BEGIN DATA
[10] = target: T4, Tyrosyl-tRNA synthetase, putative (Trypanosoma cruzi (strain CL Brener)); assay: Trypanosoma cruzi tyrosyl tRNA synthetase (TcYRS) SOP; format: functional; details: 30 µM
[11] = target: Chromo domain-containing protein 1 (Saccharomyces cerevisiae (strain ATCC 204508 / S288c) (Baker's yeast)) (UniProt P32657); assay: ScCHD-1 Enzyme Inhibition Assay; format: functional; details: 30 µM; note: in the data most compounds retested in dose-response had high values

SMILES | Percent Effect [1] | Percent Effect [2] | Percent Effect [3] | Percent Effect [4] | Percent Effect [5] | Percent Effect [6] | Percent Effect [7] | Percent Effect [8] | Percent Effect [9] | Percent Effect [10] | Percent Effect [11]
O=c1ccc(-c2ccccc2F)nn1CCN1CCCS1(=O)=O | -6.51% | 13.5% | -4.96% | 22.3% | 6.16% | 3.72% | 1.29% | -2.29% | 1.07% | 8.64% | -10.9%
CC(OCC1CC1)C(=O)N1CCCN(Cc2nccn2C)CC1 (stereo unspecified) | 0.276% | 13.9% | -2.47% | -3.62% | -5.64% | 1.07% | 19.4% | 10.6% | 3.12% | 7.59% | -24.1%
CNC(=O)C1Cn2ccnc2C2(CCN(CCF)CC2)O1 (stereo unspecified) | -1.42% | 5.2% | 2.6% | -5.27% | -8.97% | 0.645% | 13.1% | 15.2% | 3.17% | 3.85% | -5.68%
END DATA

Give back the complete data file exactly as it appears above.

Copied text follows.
[10] = target: T4, Tyrosyl-tRNA synthetase, putative (Trypanosoma cruzi (strain CL Brener)); assay: Trypanosoma cruzi tyrosyl tRNA synthetase (TcYRS) SOP; format: functional; details: 30 µM
[11] = target: Chromo domain-containing protein 1 (Saccharomyces cerevisiae (strain ATCC 204508 / S288c) (Baker's yeast)) (UniProt P32657); assay: ScCHD-1 Enzyme Inhibition Assay; format: functional; details: 30 µM; note: in the data most compounds retested in dose-response had high values

SMILES | Percent Effect [1] | Percent Effect [2] | Percent Effect [3] | Percent Effect [4] | Percent Effect [5] | Percent Effect [6] | Percent Effect [7] | Percent Effect [8] | Percent Effect [9] | Percent Effect [10] | Percent Effect [11]
O=c1ccc(-c2ccccc2F)nn1CCN1CCCS1(=O)=O | -6.51% | 13.5% | -4.96% | 22.3% | 6.16% | 3.72% | 1.29% | -2.29% | 1.07% | 8.64% | -10.9%
CC(OCC1CC1)C(=O)N1CCCN(Cc2nccn2C)CC1 (stereo unspecified) | 0.276% | 13.9% | -2.47% | -3.62% | -5.64% | 1.07% | 19.4% | 10.6% | 3.12% | 7.59% | -24.1%
CNC(=O)C1Cn2ccnc2C2(CCN(CCF)CC2)O1 (stereo unspecified) | -1.42% | 5.2% | 2.6% | -5.27% | -8.97% | 0.645% | 13.1% | 15.2% | 3.17% | 3.85% | -5.68%